The number-one recruit in the college basketball class of 2019 may not see the floor again at the NCAA level. On Thursday, Memphis center James Wiseman, who has been under the microscope of a possible recruiting scandal, withdrew his lawsuit against the NCAA, deeming him ineligible.
Wiseman was initially ruled inelegible on November 5, but the lawsuit filed made it possible for him to play for Memphis while the issue was being resolved. But it appears Wiseman and Memphis have undergone a change of course. Wiseman is hoping the NCAA will give him a fair ruling and felt the best way to make that happen was to withdraw his lawsuit.
The case stems from a 2017 payment by Penny Hardaway, the current coach of Memphis who was coaching the Memphis East High School varsity team at the time, to Wiseman’s mother. Wiseman and his family were living in Nashville at the time but moved to Memphis before his junior year of high school.
In addition to Memphis being under the microscope, the ruling could result in East High forfeiting the state title it won in basketball during the 2017-18 season as well. The decision is based on the TSSAA ruling Wiseman and fellow Memphis recruit Ryan Boyce both ineligible for that season. This ruling would force Memphis East to forfeit all its games in which the two played.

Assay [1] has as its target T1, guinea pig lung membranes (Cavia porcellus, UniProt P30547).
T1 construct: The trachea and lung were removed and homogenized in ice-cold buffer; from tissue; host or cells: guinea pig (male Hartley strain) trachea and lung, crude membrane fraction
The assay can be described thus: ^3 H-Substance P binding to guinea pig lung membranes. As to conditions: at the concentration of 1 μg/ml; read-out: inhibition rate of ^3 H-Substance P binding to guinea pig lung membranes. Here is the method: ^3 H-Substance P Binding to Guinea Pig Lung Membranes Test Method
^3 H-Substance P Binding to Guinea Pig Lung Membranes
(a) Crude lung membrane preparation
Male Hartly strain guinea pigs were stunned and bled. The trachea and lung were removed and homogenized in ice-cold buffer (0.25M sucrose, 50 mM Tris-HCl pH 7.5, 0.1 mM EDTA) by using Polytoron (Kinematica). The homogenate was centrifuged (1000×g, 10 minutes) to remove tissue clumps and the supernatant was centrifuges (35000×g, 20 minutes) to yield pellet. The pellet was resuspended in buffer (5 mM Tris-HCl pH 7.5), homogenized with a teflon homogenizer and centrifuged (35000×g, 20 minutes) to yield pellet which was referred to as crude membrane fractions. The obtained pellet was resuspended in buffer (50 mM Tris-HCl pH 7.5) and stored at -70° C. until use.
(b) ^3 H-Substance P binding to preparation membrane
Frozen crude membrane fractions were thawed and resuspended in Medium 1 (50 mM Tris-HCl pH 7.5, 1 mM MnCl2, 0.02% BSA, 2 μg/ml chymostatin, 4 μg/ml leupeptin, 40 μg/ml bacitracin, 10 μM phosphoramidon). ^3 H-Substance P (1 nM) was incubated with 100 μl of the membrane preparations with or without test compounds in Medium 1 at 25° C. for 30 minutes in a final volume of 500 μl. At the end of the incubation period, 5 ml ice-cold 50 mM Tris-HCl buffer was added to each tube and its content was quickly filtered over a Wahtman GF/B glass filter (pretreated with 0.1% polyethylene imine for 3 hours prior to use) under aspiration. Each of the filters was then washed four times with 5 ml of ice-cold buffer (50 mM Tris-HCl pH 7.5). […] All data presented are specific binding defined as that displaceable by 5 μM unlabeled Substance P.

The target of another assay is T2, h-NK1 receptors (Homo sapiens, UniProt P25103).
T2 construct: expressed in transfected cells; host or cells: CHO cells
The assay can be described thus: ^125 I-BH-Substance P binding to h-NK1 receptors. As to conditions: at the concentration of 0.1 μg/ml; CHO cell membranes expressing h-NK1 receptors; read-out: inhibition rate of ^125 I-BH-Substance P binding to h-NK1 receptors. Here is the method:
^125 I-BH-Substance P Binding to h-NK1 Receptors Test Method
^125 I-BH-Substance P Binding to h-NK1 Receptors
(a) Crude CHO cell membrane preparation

The Next Step
Wiseman now enters a waiting process in which the NCAA will review his case and will then decide whether to reinstate the star player or potentially suspend him with possible sanctions against Memphis.
During this time, Wiseman will still be eligible to practice with the Tigers but cannot participate in games. The Tigers, currently ranked 13th in the country, will take a big blow without their starting center available for tough non-league matchups on the horizon against Tennessee, NC State, and Ole Miss.
In three games with the Tigers, Wiseman averaged 19.7 points and 10.7 rebounds as he was quickly adjusting to life in college basketball. He is currently projected as a top-three pick in the 2020 NBA Draft.
Another Memphis Scandal?’
Memphis basketball has experienced a huge run of success over recent years, even making it as far as the National Championship game in 2008 led by future NBA MVP Derrick Rose and legendary coach John Calipari.
But that 2008 season has become a black mark on the program, which had its 38-2 record vacated over recruiting violations regarding Rose. The Educational Testing Service reviewed Rose’s SAT and marked his exam as invalid, though Rose himself says he was not in the wrong. Regardless, the team’s best season, as well as the money the school received from playing the NCAA tournament, were both forfeited.
It was the second-such scandal for Calipari, who was also forced to partially vacate a 35-2 season for the University of Massachusetts in 1996 because of star forward Marcus Camby accepting improper gifts from agents. This resulted in over $100,000 in lost revenue for the school and the vacating of its Final Four appearance with a record reduced to 31-1.